I also noticed some algae coming in. Some on the glass, but mostly on the sand and rocks. Algae’s not bad, it’s a natural food source and helps with filtration. It can also be unsightly and can take over the tank, which is bad. So on the same day the anemone went buh-byes we scoped out a new fish store just west of Cleveland. Very nice place with some great livestock and tons of rocks and coral. Couple of cool display tanks too, as well as a few massive fish available for sale. Massive as in you could go deep sea fishing for a couple of those guys!

Anyhow, I came back how with three good sized Tonga snails which are doing a great job of burrowing into my sand and stirring it up, 3 Mexican turbo snails (for cleaning up the rocks and the glass), and 5 hermit crabs. Oh, and my wife has been taken with the though of getting a powder blue tang so we got one of those too. One day later the tank is doing great. The cuc is making it look clean and pretty and all the fish seem to be establishing themselves nicely. The only additional fish I plan to get is a flame angel, and preferably one that has some experience in a tank with corals and does not nip at them. Aside from the fish I want a few corals as well, although the exact kind and type remains to be determined (leathers, mushrooms, brains, colts…I’m just not sure).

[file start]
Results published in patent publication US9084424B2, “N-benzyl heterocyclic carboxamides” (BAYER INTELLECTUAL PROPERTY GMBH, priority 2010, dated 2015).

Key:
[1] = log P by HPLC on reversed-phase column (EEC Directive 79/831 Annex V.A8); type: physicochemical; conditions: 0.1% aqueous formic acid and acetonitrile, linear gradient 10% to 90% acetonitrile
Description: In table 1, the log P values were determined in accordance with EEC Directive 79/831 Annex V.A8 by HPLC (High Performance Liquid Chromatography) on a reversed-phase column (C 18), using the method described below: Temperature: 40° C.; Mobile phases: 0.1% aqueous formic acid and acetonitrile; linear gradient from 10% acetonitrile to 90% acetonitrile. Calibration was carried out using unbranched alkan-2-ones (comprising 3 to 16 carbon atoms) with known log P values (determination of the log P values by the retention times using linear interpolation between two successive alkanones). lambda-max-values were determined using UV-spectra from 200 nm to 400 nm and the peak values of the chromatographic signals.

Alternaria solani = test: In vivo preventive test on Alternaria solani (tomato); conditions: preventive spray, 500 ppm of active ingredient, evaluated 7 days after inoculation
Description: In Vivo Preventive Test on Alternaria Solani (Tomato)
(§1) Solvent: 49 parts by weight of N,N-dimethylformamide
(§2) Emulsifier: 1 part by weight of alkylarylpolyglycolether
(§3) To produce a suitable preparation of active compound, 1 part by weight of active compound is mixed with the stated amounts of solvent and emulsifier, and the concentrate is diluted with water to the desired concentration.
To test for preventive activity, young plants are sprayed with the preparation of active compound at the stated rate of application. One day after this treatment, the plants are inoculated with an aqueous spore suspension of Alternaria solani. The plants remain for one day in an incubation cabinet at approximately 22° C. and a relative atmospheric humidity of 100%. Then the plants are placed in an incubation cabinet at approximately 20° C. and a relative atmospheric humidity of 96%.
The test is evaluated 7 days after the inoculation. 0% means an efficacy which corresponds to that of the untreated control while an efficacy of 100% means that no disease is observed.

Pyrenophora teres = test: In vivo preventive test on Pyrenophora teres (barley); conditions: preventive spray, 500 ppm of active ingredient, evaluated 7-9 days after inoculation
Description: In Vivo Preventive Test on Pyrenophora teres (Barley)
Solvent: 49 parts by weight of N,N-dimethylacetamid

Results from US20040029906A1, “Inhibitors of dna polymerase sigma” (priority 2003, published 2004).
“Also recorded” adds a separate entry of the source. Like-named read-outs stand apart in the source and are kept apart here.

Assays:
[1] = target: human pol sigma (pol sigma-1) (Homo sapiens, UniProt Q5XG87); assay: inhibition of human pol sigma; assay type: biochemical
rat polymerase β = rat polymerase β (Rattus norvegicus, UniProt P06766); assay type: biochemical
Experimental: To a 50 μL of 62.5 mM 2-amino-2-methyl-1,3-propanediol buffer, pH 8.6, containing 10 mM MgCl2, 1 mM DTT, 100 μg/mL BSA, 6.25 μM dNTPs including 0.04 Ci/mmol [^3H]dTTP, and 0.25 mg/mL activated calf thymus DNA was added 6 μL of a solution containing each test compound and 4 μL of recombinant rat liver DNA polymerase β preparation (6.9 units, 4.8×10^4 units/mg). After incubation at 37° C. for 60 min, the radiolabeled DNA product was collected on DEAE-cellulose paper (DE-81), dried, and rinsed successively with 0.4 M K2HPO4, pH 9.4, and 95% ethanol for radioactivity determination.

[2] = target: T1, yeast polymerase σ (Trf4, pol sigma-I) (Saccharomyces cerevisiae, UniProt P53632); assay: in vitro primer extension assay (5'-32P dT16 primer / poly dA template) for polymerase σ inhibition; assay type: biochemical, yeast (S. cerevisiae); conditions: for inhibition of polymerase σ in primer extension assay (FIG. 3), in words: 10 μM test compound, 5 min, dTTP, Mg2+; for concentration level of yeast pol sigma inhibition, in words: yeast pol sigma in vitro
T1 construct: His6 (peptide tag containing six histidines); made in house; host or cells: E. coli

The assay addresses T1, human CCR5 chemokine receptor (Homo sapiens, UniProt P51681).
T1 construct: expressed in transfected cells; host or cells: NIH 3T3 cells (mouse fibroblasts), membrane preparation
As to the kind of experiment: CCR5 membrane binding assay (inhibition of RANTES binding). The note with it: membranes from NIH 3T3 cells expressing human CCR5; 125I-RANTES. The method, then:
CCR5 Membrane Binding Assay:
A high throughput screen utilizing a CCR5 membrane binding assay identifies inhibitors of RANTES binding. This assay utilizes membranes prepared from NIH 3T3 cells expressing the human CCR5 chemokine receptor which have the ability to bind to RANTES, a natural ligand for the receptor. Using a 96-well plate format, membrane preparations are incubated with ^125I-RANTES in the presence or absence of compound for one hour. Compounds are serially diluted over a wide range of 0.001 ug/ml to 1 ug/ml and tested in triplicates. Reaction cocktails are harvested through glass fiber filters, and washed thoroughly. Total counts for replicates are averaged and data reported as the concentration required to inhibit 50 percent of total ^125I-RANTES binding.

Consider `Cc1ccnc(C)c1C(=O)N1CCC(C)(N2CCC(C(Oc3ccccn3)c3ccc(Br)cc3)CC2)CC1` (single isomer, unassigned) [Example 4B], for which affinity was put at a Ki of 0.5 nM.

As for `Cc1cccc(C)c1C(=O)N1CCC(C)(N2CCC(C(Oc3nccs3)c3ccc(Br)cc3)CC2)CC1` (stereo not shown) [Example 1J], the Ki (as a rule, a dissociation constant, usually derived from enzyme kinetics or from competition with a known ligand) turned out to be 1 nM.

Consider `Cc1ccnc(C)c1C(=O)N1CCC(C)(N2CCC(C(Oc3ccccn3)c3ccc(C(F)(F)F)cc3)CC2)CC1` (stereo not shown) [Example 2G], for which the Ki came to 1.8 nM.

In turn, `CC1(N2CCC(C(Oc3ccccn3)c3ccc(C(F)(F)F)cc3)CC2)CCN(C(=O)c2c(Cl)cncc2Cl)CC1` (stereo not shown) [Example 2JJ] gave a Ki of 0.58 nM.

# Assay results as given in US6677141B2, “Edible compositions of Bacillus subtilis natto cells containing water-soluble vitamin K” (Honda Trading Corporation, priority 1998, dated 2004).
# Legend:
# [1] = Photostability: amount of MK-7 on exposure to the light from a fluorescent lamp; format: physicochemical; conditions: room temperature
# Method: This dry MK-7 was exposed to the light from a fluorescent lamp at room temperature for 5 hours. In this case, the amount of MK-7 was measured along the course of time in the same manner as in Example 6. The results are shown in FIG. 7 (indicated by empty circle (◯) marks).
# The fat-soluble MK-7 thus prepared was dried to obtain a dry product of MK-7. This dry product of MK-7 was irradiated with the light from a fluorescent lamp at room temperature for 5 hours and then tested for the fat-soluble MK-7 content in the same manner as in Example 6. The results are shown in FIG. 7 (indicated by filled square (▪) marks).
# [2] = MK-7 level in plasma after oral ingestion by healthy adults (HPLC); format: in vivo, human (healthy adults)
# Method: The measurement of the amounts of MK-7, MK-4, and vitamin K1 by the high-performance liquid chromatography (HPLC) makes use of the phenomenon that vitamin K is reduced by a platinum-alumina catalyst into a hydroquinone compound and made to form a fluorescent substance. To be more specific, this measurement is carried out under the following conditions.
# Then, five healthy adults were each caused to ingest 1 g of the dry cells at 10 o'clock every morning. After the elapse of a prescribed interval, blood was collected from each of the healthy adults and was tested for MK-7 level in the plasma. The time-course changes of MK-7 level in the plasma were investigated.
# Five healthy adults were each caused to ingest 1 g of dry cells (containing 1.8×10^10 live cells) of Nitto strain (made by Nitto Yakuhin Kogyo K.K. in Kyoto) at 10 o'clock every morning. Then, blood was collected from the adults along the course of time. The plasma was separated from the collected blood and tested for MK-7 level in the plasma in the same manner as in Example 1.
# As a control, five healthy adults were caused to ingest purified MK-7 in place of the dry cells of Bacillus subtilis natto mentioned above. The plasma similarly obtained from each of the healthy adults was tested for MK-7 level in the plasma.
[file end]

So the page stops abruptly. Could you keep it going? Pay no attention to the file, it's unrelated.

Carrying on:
So, between the $500ish in the tank, the $200 in rocks and such, and then another $200 in fish and invertebrates (and a dead anemone), I’m closing in on the $1000 mark for a little 37 gallon aquarium. I need some better lighting still too. In a few years when we move from renting to owning we’re talking about a much larger saltwater tank – 125 gallon or bigger. That’s going to get pricey!